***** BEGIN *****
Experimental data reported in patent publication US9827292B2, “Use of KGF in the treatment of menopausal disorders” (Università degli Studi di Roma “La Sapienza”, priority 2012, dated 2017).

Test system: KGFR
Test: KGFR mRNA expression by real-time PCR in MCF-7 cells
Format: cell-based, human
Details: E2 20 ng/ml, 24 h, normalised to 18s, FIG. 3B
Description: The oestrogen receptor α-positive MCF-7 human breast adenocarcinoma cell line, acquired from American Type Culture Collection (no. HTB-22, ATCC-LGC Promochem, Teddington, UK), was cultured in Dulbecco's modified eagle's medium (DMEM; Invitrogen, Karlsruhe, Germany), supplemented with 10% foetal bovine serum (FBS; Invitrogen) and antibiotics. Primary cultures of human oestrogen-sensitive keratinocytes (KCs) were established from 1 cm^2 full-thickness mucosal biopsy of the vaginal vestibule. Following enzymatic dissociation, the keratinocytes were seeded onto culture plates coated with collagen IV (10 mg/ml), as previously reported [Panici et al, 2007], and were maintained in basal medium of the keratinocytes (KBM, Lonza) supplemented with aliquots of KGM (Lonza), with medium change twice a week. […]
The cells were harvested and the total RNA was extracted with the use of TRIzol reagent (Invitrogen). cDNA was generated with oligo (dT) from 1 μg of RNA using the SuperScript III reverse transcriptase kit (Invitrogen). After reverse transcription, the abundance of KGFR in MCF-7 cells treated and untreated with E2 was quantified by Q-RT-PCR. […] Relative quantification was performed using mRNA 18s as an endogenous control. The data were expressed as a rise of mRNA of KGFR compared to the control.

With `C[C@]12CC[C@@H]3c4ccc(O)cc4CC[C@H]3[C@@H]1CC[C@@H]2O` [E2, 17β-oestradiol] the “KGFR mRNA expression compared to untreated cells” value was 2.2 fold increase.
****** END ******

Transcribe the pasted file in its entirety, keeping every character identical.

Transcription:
Experimental data reported in patent publication US9827292B2, “Use of KGF in the treatment of menopausal disorders” (Università degli Studi di Roma “La Sapienza”, priority 2012, dated 2017).

Test system: KGFR
Test: KGFR mRNA expression by real-time PCR in MCF-7 cells
Format: cell-based, human
Details: E2 20 ng/ml, 24 h, normalised to 18s, FIG. 3B
Description: The oestrogen receptor α-positive MCF-7 human breast adenocarcinoma cell line, acquired from American Type Culture Collection (no. HTB-22, ATCC-LGC Promochem, Teddington, UK), was cultured in Dulbecco's modified eagle's medium (DMEM; Invitrogen, Karlsruhe, Germany), supplemented with 10% foetal bovine serum (FBS; Invitrogen) and antibiotics. Primary cultures of human oestrogen-sensitive keratinocytes (KCs) were established from 1 cm^2 full-thickness mucosal biopsy of the vaginal vestibule. Following enzymatic dissociation, the keratinocytes were seeded onto culture plates coated with collagen IV (10 mg/ml), as previously reported [Panici et al, 2007], and were maintained in basal medium of the keratinocytes (KBM, Lonza) supplemented with aliquots of KGM (Lonza), with medium change twice a week. […]
The cells were harvested and the total RNA was extracted with the use of TRIzol reagent (Invitrogen). cDNA was generated with oligo (dT) from 1 μg of RNA using the SuperScript III reverse transcriptase kit (Invitrogen). After reverse transcription, the abundance of KGFR in MCF-7 cells treated and untreated with E2 was quantified by Q-RT-PCR. […] Relative quantification was performed using mRNA 18s as an endogenous control. The data were expressed as a rise of mRNA of KGFR compared to the control.

With `C[C@]12CC[C@@H]3c4ccc(O)cc4CC[C@H]3[C@@H]1CC[C@@H]2O` [E2, 17β-oestradiol] the “KGFR mRNA expression compared to untreated cells” value was 2.2 fold increase.